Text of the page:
CBAL has a good track record of developing novel high quality assays for biomarkers that are not readily available from commercial vendors.
The laboratory is located on Level 4 of the Addenbrooke’s Laboratory block. It currently has CPA-accreditation and will be applying for ISO15189 accreditation in 2017. CBAL is staffed by seven highly experienced NHS Biomedical Scientists, funded by the Cambridge Biomedical Research Centre. All staff have received GCP training and participate in CPD schemes.
hIPSC Core Facility
Opened in 2009 at the Anne McLaren Laboratory under the direction of Ludovic Vallier, the NIHR Cambridge-BRC funded hIPSCs (human Induced Pluripotent Stem Cells) core facility was established to “support the clinical applications of hIPSCs” for disease modelling and regenerative medicine. The hIPSCs core Facility provides the following services:
• Derivation of hIPSC lines for disease modelling.
The core facility has successfully generated high-quality iPSCs from more than 500 patients. Upon request, the core facility can derive hIPSCs from dermal fibroblast cultures or peripheral blood mononuclear cells (PBMCs), using non-integrative reprogramming techniques. The resulting pluripotent stem cells can then be differentiated into cell types affected by disease for basic studies and drug screening applications. Derivation submission form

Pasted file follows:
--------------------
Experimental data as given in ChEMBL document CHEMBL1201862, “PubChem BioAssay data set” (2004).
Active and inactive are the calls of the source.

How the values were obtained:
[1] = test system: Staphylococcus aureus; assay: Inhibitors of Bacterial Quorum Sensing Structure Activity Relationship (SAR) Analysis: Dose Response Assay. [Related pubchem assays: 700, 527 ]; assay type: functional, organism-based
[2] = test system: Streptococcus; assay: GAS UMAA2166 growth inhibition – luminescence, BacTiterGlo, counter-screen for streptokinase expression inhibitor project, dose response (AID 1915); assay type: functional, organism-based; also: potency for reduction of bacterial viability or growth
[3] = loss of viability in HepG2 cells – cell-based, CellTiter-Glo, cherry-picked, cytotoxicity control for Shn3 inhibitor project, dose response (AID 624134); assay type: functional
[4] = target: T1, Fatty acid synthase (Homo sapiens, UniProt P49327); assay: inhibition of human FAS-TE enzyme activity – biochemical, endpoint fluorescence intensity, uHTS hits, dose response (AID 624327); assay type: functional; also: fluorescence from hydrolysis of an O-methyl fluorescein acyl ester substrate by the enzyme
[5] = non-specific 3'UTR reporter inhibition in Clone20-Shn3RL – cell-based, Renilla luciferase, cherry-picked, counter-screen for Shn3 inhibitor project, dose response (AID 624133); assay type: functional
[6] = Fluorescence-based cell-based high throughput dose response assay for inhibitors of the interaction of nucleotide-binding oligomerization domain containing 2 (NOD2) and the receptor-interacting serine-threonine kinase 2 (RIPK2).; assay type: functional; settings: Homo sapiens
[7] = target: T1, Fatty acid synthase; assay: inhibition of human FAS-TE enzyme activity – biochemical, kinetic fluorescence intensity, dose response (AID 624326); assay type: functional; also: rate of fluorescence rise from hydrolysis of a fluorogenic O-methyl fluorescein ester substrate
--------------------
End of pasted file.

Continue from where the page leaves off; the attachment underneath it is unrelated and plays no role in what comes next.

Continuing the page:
• Genome editing using CRISPR-Cas9 technology.
CRISPR-Cas9 has emerged as a powerful tool to generate hIPSC lines with knockout for specific genes and to correct disease-causing mutations, thereby creating isogenic cell lines for disease modelling. The core facility has successfully applied this technology to generate knock out and knock in hIPSCs. We can assist on any stage of the process including designing and cloning of the constructs, transfection and genotyping.
• Training for IPSC derivation, IPSC culture and genome editing.